Cafezinho Recipe: Delicious Traditional Brazilian Coffee
Brazil is the world’s largest producer of coffee beans and home to some of the planet’s best coffees. So we can safely say that Brazilians know their coffee, and one drink that reigns supreme in the country is the cafezinho.
Combining a little sugar, black coffee, and a splash of cream, it is Brazil’s coffee culture in a cup. Keep reading for Home Grounds’ delicious, traditional Brazilian cafezinho recipe.
What You Need
- 4 cups water
- 43 grams dark roast whole bean coffee
- One tablespoon brown sugar or rapadura
- Heavy cream, milk, or half-and-half, to taste
- Cloth filter
- Burr coffee grinder
- Digital coffee scale
At a Glance
Eight 120-ml servings
What is a Cafezinho?
If you’ve been reading our content for some time, you know we are passionate about all the different coffee beverages. From the humble Red Eye coffee to the Cuban espresso, we love coffee in all its rich, dark, complex glory.
The Brazilian cafezinho, also sometimes spelled cafe zinho, is another favourite. Made by boiling finely ground, dark-roast coffee with sugar and water, this traditional Brazilian drink perfectly balances sweetness with bitterness. And it brings a comforting cup of Brazilian culture into your home.
Brazil’s Coffee Connection
It’s no secret that Brazil is world-renowned for its coffee — not just for its quality but for the sheer quantity of coffee produced and exported to other countries each year. In Brazil, coffee is a US$9.23 billion business (1). With 14 distinct coffee-producing regions, they produced and exported nearly 40 million bags of coffee in 2022 alone (2).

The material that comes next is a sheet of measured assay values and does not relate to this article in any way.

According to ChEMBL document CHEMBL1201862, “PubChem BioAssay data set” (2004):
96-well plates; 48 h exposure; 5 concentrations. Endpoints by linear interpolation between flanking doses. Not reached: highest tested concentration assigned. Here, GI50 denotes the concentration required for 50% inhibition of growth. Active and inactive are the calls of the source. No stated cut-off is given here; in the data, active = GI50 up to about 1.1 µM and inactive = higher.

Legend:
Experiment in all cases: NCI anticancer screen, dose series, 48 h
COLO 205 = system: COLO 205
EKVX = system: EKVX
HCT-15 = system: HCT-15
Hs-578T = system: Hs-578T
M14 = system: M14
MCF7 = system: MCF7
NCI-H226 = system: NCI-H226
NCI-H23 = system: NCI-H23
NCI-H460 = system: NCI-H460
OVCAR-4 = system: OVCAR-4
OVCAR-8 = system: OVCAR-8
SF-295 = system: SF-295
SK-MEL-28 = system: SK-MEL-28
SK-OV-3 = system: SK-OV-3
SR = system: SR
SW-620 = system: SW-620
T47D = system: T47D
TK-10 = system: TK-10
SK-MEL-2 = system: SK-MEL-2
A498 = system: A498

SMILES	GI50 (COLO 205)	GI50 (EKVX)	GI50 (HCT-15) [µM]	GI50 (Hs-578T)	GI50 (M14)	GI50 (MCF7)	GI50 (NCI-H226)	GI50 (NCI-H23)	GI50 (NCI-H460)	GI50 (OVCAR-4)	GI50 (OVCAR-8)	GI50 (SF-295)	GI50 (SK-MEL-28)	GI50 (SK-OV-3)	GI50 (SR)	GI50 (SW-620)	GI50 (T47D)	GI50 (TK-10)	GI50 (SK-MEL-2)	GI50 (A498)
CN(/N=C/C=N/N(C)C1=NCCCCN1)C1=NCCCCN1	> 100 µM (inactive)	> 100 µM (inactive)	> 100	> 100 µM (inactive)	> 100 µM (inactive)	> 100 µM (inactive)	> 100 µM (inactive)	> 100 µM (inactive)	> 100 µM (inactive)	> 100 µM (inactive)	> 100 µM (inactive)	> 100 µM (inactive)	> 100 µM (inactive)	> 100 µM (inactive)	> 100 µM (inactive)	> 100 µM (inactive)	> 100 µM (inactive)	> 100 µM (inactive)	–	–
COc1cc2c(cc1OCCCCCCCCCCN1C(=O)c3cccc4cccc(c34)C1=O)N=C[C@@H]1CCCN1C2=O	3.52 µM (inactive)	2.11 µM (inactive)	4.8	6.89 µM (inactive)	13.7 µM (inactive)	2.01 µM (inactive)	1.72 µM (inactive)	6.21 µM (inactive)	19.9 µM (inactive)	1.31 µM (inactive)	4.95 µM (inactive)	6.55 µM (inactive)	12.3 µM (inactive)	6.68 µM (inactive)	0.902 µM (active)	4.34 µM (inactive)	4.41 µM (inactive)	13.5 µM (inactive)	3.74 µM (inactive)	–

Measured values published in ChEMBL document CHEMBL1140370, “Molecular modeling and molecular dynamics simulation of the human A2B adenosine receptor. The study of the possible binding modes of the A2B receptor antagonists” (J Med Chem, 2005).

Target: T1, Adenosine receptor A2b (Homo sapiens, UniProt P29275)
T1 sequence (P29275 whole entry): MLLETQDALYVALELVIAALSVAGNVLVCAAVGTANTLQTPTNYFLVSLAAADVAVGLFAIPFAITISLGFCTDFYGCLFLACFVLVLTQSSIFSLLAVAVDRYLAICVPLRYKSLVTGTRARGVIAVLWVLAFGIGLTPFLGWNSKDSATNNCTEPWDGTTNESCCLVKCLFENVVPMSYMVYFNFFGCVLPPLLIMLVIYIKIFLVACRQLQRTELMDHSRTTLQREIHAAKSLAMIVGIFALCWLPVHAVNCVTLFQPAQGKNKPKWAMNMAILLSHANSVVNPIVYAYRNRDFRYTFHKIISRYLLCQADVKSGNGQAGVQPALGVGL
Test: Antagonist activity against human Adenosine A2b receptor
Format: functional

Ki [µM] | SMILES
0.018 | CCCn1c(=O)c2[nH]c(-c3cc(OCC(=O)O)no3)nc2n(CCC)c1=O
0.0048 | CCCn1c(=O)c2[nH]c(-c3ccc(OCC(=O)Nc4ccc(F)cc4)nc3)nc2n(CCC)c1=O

With this abundance of Brazilian coffee, it’s little wonder that coffee in general – and the cafezinho in particular – is so ubiquitous throughout Brazil. Whether at work, visiting a friend’s house, or strolling through a marketplace, the cafezinho is the most commonplace drink. In fact, many establishments that sell food serve complimentary cups of cafezinho to their patrons (3).
Cafezinho: How to Make Brazilian Coffee
The traditional method for making Brazilian cafezinho is akin to an immersion method like the French press. Finely-ground coffee is added to sweetened boiling water. After a short brew time and a bit of stirring, this coffee mixture is strained through a cloth coffee filter placed over a carafe.
Cloth coffee filters produce a drip-brewed coffee that perfectly balances a complex mouthfeel and a clean-tasting cup. However, they can be challenging to maintain. Cloth filters require careful cleaning to remove spent coffee grounds and thorough drying, so they don’t develop mouldy or off flavours.
Let’s get started on this Brazilian coffee recipe.
1. Measure and Grind the Coffee
Using a digital coffee scale, weigh 43 grams of dark-roasted coffee beans. With a good burr coffee grinder, grind the coffee to a fine grind size like you would for espresso.
Pro tip: You can use any blend or single-origin coffee you prefer, but Brazilian coffee beans will give you the most authentic flavour.